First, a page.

MARION — From noon to 4 p.m. on Sept. 12, the Marion Area Historical Society hosted Christopher Clark Day to honor the pioneering lumberman and mill owner who founded the village of Marion more than 135 years ago.

The 14th annual celebration took place at the Marion Area Historical Museum where visitors had the opportunity to tour the museum, stroll through the picturesque museum grounds, visit the quaint interior of a historic log cabin and examine antique farm tools and equipment in the barn.

A highlight of the museum tour was an eye-catching exhibit of more than two dozen vintage quilts ranging from 50 to 100 years old. The quilts, all family treasures on loan to the museum for the special event, featured nostalgic and intricate patterns from a bygone era.

One of the quilts on display, fashioned in the popular log cabin design, is the handiwork of Ruth Ann Pollingtonn, a passionate, lifelong quilter from Marion.

Onlookers also watched with interest as Pollington, using a 55-year-old Singer sewing machine, demonstrated the art of stitching quilt squares from colorful fabrics.

The soothing whir of three different types of spinning wheels also drew onlookers who enjoyed a live demonstration of wool-spinning by Marion Spinning Guild members Ann Speer, Lorie Hopkins and Holly Buning.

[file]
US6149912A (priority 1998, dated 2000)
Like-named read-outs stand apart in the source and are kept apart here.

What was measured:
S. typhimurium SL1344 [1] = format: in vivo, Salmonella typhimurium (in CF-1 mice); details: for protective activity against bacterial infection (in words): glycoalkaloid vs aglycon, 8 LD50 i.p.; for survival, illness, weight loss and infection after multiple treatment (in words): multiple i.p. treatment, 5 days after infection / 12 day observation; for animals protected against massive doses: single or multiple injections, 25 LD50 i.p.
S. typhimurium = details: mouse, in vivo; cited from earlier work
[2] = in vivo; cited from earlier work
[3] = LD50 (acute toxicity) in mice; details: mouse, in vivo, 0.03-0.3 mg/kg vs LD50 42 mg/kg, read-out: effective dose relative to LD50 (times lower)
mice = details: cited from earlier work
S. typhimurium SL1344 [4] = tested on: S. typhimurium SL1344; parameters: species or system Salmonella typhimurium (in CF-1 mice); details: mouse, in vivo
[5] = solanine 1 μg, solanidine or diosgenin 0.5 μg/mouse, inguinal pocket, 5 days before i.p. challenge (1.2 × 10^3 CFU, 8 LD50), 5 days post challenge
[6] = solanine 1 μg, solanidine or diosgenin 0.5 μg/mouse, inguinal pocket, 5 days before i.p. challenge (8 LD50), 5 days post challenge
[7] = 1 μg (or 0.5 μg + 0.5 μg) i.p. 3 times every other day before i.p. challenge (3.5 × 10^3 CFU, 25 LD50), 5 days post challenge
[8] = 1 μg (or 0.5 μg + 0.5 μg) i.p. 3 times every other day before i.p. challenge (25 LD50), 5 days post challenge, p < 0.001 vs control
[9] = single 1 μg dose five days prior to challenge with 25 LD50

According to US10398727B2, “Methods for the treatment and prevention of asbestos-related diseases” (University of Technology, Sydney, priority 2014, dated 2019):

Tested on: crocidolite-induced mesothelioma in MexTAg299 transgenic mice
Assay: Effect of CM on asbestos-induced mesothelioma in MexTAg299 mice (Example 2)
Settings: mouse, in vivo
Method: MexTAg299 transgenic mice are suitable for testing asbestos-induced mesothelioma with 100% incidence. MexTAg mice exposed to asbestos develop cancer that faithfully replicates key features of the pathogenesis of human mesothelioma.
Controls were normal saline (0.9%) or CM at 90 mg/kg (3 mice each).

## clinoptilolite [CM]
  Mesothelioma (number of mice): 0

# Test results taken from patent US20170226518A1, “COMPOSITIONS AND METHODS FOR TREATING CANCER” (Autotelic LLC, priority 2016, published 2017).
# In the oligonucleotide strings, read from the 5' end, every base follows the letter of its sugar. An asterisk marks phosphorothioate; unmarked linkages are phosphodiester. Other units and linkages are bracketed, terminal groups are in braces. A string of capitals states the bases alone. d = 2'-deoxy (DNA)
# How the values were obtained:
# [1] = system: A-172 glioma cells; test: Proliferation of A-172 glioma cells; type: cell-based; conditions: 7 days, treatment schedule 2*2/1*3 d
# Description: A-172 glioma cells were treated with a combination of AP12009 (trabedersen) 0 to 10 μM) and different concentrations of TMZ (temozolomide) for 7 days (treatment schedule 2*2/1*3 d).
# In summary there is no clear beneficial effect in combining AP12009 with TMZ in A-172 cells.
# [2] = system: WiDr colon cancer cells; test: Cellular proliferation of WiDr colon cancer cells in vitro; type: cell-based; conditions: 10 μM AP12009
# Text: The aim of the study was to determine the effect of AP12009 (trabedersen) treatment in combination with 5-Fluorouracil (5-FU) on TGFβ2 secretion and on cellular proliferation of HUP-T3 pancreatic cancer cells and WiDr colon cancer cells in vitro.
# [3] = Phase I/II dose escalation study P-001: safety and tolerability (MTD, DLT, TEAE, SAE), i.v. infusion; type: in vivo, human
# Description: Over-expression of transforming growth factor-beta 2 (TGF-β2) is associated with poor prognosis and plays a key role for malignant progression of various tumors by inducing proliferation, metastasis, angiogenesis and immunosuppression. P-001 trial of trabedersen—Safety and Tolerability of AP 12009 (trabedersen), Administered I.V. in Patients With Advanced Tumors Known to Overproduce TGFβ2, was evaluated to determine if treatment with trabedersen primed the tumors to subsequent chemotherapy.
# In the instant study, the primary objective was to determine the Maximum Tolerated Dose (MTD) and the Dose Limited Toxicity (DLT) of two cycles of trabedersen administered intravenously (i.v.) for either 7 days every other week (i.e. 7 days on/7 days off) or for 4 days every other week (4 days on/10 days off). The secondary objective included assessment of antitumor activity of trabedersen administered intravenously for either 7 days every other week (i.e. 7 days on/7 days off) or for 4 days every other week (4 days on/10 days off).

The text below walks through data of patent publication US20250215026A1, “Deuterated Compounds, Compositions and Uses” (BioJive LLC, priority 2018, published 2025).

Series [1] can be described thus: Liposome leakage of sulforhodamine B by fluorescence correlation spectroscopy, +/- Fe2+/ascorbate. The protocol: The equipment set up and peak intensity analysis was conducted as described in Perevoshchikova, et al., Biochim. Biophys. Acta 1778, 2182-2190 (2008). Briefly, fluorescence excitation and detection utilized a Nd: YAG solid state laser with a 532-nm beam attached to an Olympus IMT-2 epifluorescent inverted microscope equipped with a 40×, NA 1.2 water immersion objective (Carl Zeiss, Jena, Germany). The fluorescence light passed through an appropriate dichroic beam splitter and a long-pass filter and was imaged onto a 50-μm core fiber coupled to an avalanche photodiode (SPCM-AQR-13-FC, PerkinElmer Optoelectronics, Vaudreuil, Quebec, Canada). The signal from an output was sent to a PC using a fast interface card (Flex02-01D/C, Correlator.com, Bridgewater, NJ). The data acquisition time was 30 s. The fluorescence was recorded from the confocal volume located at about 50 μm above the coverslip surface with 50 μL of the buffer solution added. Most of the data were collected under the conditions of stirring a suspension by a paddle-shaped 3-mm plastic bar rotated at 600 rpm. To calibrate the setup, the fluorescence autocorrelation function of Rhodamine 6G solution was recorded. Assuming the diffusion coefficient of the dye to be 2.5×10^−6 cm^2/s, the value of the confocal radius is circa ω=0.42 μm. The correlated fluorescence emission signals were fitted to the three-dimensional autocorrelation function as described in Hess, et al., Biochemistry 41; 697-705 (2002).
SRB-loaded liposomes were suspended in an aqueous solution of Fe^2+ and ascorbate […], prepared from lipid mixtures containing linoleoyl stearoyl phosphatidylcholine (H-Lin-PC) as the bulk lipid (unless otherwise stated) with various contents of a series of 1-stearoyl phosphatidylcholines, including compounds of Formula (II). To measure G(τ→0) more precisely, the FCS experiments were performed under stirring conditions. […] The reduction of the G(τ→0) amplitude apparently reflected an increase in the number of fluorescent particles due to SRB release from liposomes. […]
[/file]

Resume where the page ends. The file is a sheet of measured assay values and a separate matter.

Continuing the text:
Outside, Jim Baughan used his own recipe to prepare a savory stew that is a tradition of Christopher Clark Day.

Simmered in a giant kettle over an open fire, Baughan’s steaming mixture of potatoes, carrots, onions, cabbage and ham is a tribute to the hearty fare of Marion’s founder and the lumberjacks who followed him and first settled the area.

Clark, who sought his fortune in the lumber trade, was drawn by tales of prosperity in Michigan’s great lumber boom. From

the train depot in Cadillac, foreman Clark and a crew of lumberjacks hiked 25 miles on foot through dense forest to reach the site of a new mill on the banks of the Middle Branch River.

Many believe the romantic story that Clark named the village he founded after his adventurous and accomplished wife, who was in fact, the first woman resident and first teacher in Marion. Early records are contradictory, and it’s not clear whether her first or middle name was Marion.

But whatever the truth may be, the name was widely accepted and the settlement became the incorporated village of Marion on Feb. 20, 1889.

“I come to Christopher Clark Day because I love history,” said Marion resident Ann Michell Coon. “It’s a great way to learn about our local past, how Marion got its start and the way the early settlers lived. One of my family quilts made around 1936 with the sun bonnet design is part of the quilt show.”

“I love sitting outdoors and chatting with folks from around here,” said Jean Orvis, also from Marion. “Some I haven’t seen in a while and it’s a good way to catch up on the news. I like to support the museum and the food’s always good.”

Donna Geyer, event organizer, was pleased with attendance. “We had a steady stream of people stopping by,” she said. “That’s not too surprising because Christopher Clark Day is our most popular event and we hold it every year in September.”

The museum is located at 505 S. Mill St. (M-66) in Marion. For further information about the Marion Area Historical Society, contact Marilyn Grose, president, (231) 743-6218.